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The main focus of this paper is to explore the latest theories regarding dark matter and dark energy and their relationship. These theories explain the Universe's accelerated expansion rate and also provide insight into why galaxies remain intact despite appearing to lack sufficient mass for gravitational cohesion. This is especially intriguing considering that galaxies rotate at speeds that should disperse their starry elements away from the center.
Dark Matter Dark Introduction Recent discoveries are challenging our understanding of the universe, causing some to struggle with comprehending these new findings.
Advanced technologies like radio telescopes and the Hubble Space Telescope play a crucial role in unveiling mysteries of the cosmos. The concepts of dark matter and dark energy are emerging to shed light on the composition of our universe.
Scientists have been puzzled for years by the complex task of studying the composition, significance, and connection of dark energy and dark matter. The mystery surrounding dark matter is due to our focus on visible entities, leading to many unexplained phenomena.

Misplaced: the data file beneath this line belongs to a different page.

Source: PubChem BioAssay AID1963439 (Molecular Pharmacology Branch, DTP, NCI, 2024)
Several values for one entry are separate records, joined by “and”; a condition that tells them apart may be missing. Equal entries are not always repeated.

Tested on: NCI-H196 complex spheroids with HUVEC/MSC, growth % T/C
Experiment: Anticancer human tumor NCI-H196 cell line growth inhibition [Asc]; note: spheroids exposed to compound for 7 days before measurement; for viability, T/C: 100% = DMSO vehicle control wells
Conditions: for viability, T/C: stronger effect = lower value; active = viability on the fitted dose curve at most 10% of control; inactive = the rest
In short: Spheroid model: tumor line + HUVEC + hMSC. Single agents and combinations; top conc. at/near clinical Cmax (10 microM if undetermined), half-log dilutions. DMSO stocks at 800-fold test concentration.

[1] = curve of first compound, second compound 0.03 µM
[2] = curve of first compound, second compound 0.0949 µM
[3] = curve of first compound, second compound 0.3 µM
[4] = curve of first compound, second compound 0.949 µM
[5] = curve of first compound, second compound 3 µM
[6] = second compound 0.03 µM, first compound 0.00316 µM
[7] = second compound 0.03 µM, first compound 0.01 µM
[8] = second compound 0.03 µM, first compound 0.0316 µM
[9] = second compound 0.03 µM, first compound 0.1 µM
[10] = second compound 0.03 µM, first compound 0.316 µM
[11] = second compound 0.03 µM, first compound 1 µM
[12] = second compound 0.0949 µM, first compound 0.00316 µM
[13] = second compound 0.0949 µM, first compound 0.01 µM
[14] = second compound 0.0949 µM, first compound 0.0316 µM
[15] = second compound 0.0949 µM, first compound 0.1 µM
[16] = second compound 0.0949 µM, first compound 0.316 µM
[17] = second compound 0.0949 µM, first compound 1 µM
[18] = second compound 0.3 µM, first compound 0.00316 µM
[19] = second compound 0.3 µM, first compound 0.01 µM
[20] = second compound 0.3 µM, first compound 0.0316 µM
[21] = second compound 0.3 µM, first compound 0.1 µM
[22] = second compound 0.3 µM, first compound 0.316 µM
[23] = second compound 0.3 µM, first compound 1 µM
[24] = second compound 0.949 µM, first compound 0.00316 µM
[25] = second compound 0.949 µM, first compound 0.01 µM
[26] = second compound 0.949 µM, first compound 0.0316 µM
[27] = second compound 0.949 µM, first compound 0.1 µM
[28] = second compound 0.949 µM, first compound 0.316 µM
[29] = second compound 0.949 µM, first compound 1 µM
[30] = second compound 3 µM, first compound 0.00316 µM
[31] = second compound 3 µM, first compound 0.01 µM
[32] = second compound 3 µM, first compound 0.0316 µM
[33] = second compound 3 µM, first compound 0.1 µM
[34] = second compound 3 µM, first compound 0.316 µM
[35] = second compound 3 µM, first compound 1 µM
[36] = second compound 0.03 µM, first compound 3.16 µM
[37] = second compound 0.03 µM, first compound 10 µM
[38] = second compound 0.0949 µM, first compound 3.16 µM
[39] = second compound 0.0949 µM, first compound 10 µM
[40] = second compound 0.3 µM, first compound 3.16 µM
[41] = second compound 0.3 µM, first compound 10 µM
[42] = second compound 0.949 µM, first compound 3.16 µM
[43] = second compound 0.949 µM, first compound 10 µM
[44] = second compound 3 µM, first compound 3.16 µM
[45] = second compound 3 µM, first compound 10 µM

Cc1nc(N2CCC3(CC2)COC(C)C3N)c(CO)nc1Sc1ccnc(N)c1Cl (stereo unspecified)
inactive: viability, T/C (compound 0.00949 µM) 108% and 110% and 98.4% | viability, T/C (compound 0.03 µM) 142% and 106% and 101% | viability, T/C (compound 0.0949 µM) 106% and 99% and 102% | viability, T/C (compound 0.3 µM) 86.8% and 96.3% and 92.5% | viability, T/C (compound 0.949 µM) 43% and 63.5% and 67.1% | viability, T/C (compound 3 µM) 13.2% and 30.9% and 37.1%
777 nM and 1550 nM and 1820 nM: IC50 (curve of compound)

In 1933, astrophysicist Fritz Zwicky found that the galaxies in the Coma Cluster of Galaxies were moving at speeds too fast to be bound by gravity. Vera Ruben and Kent Ford's research on galaxy rotations backed up Zwicky's discovery. Zwicky suggested that these galaxies must have additional mass in the form of invisible matter, now referred to as dark matter (Hooper, 2013).
Scientists in the 1970’s used computer simulations to theorize that our galaxy lacked the necessary mass to maintain stability, leading to the potential disintegration caused by rotational forces (Hooper, 2013; Panek, 2010).
Despite being undetectable through direct means due to its limited interaction with regular matter, dark matter's presence can be inferred through its observable effects (Panek, 2010).